“Fans should be encouraged that I want to try different things,” says Cornell. “People should lighten up.”
Given Cornell’s lack of solo success and Timbaland’s recent track record, it’s easy to be cynical about the whole to-do. “It is what it is,” says Cornell before his Projekt Revolution set. There’s gray in his widow’s peak now, his notorious temper replaced by a sage calm, his pale blue eyes steadily scanning the blank spaces of his trailer as he explains the impetus behind the biggest artistic gamble of his career. “I get scared that maybe there’s something I can’t pull off,” he says earnestly. “I’m motivated by the challenge.” He calls Scream “a leap of faith.” Suddenly, you want to believe him.
The album does have convincingly organic roots. Cornell’s brother-in-law is a Parisian club owner, and he floated the idea of remixing songs off Carry On; Cornell’s management approached Timbaland, who said he’d do only original material. A phone call between the two men sealed a full-album deal. “It seemed inspired to me,” Cornell says of the partnership. “And it didn’t sound that crazy to a lot of people.”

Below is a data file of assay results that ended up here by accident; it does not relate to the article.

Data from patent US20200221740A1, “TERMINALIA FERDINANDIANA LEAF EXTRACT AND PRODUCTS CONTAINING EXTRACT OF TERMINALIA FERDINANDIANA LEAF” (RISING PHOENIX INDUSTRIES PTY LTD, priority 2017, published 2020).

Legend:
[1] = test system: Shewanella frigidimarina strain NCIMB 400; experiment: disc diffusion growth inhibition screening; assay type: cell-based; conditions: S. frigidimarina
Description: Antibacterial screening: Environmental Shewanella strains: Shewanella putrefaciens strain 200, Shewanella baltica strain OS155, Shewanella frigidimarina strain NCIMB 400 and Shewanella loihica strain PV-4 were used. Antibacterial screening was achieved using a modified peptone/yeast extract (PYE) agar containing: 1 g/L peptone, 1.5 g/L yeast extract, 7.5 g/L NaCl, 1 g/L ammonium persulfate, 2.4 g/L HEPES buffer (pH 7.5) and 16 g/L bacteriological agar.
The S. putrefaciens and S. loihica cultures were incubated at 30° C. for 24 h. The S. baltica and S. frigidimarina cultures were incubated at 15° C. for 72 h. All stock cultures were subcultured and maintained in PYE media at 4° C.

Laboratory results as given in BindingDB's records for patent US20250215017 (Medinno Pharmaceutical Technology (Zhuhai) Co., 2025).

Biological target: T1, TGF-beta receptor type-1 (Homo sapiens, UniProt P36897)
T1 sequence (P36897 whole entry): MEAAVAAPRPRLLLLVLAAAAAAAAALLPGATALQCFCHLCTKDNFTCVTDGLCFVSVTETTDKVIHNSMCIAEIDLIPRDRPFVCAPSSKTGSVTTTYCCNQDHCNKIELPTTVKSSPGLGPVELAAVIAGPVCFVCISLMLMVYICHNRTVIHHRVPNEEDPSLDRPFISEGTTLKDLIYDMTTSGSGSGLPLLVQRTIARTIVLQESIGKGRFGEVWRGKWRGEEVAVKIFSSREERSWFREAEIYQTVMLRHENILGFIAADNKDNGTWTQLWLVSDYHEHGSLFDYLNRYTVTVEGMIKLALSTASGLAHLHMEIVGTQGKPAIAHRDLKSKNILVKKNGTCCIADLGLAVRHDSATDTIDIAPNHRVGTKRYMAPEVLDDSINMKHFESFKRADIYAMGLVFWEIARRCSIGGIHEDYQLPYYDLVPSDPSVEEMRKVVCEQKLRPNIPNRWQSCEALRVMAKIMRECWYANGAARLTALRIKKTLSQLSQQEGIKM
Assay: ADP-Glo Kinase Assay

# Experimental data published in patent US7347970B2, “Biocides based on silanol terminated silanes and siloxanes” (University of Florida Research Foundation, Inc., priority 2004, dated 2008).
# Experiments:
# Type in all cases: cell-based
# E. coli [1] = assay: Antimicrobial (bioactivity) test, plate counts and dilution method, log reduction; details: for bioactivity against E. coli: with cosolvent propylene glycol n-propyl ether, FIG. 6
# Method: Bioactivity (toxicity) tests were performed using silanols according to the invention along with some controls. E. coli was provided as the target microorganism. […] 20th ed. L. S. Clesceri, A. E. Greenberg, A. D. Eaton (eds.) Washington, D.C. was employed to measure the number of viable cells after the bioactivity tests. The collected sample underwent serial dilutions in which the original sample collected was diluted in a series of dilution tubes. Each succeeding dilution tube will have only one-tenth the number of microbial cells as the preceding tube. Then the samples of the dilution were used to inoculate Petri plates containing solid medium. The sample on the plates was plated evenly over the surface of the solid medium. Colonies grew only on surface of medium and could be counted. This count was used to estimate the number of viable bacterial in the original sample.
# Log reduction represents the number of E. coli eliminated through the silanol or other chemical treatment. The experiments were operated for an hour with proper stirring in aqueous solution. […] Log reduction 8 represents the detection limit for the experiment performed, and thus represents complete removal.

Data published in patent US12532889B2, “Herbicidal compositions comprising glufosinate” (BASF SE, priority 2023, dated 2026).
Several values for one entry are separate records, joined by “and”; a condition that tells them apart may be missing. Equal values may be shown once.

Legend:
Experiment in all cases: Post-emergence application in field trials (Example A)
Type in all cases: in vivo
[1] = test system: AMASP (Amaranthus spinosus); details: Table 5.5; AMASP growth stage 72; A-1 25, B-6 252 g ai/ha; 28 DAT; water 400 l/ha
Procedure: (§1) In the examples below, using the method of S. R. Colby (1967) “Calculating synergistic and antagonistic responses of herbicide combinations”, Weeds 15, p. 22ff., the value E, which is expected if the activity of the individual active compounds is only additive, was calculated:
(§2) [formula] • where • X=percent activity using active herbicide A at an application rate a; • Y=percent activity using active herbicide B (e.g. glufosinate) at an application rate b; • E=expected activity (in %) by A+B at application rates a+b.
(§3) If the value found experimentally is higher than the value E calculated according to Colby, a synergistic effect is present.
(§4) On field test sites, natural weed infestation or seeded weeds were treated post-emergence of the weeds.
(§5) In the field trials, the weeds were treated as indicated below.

In early 2008, Cornell and Timbaland met up at a Miami studio to start recording. Cornell says there was some early “the white boy ain’t got no rhythm back-and-forth,” but once he learned how to sing with the precision required by Timbaland’s notoriously tricky tracks, a creative process clicked in: Tim would bring in a beat, Cornell would find a melody, and a song would emerge. The two got assists from Timbaland protégés like Jim Beanz; even Timberlake showed up to sing on “Take Me Alive.” “It was like being a kid in a playground,” Cornell raves about the five-week writing/recording period, and though he admits to some early doubts about whether the collaboration would work, he now unabashedly makes comparisons to albums like Pink Floyd’s Dark Side of the Moon and Queen’s A Night at the Opera. As for the always-humble Timbaland, he had exactly zero concern: “I knew it was gonna be a masterpiece soon as I heard his first words over my track.”